120 officers visited the initiative ahead of Autism Acceptance Week.

Chief Constable Jon Boutcher was among 120 PSNI officers who have participated in a virtual reality initiative aiming to improve understanding of autism.

The Training 2 Care UK Autism Virtual Reality Experience Bus is an initiative developed by those with autism which immerses users through the journey of being brought into custody with flashing lights, noises and sensory aspects such as smells and textures.

Those participating were observed by a trainer who took them through a lengthy debrief afterwards to assess their reactions and explain the reasons for how the experience worked.

Organisations including prison authorities and schools have previously taken part, but PSNI is believed to be the first police force to do so.

CC Boutcher said those with autism have been “failed” in the past due to a lack of understanding of such conditions.

He said the PSNI took part in the training because its officers “are here to look after everybody”.

“You can’t do that unless you walk in other people’s shoes from different backgrounds, cultures and disabilities,” he told the PA news agency.

“Autism, Asperger’s, these are conditions that for most of us, are things that we read about in newspapers, but we have to deal with people who are going through crises, and to have an experience such as I have just had, that gives you a very brief glimpse into the world who people who suffer from autism experience, can only help our officers understand what people are going through, that they would otherwise have no clue.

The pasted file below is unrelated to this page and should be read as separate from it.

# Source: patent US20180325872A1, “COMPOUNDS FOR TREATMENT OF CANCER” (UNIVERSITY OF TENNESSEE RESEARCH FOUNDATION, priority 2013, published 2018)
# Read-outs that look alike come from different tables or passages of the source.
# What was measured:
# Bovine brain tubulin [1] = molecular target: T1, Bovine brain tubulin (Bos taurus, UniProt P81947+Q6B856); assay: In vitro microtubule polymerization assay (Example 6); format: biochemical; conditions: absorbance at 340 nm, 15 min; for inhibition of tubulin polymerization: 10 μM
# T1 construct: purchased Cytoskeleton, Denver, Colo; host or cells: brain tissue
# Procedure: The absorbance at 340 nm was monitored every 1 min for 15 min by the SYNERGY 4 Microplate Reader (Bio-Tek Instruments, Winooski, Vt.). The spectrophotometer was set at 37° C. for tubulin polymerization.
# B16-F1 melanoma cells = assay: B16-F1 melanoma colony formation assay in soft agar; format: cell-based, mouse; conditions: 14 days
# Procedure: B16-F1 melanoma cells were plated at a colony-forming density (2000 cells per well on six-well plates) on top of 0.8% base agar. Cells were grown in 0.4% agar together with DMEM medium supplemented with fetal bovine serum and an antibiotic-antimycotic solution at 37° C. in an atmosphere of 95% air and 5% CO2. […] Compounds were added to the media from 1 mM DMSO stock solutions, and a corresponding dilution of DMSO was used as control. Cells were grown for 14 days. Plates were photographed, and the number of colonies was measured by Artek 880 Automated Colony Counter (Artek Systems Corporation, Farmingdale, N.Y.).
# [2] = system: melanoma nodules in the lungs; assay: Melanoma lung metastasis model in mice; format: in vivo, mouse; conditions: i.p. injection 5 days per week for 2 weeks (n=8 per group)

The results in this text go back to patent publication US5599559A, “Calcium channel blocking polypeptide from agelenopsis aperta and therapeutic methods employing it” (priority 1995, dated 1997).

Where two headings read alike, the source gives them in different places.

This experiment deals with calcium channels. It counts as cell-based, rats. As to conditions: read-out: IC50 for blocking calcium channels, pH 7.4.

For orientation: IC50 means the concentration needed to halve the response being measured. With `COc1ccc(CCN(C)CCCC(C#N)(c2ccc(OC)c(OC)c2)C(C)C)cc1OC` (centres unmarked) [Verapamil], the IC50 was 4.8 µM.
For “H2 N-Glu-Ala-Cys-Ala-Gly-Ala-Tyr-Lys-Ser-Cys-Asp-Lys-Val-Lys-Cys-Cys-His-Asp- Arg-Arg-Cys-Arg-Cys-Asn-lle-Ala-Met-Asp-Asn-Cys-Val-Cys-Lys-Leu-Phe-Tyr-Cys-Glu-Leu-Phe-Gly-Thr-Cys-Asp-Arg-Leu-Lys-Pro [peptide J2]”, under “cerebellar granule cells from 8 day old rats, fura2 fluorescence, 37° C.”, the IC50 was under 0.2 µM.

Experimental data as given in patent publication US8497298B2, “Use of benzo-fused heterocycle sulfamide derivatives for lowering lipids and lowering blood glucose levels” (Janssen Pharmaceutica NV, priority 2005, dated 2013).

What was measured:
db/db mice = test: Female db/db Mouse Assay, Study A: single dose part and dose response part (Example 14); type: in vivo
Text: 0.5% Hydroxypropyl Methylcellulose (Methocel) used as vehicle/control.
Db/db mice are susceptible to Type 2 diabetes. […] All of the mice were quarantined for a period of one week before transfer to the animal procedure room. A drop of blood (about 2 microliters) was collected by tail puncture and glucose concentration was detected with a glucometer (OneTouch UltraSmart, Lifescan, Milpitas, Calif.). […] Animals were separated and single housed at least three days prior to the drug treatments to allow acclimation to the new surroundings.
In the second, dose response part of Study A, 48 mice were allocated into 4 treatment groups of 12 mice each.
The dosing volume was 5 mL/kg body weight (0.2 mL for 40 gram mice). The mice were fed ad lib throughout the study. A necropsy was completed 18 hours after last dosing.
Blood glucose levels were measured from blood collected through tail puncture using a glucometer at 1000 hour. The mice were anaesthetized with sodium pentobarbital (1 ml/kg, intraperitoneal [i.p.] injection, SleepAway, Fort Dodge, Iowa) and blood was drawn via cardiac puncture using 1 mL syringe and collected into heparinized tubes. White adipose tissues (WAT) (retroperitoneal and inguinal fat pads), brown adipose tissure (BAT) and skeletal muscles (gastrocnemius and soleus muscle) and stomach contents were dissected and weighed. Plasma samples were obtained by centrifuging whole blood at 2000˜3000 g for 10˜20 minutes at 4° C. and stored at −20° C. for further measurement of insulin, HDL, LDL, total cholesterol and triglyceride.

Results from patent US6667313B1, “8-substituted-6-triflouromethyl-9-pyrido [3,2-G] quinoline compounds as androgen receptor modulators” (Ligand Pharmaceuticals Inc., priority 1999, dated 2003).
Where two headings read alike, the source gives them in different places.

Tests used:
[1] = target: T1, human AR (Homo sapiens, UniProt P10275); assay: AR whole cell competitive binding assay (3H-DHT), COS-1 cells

“It was incredibly disorientating, really challenging. It gave us a very brief glimpse into the world that many people have to endure and that will make them better police officers, and help them deal with people who have to go through that every day of their life.”

Temporary Superintendent Finola Dornan, who chairs the Police Autism Support Group, said there has been a “phenomenal response” from the officers who went through the training.

“It’s been really positive, they see the value in terms of their policing practice, so that’s hugely important and for us it is really rewarding,” she said.

“As the Chief Constable has said, we’re here for a really wide diverse range of people, and that’s not easy for frontline practitioners so everybody who have come has been really grateful for the training and has engaged really positively in it. I have no doubt they’ll go back to police stations right across Northern Ireland and put this into practise and share their learning with their colleagues.”

The PSNI has also been working with Autism NI.

The group’s chief executive, Kerry Boyd, said she strongly welcomed the PSNI taking part in the initiative.

This article was originally published by Cachella Smith on Police Oracle. Read the original article here.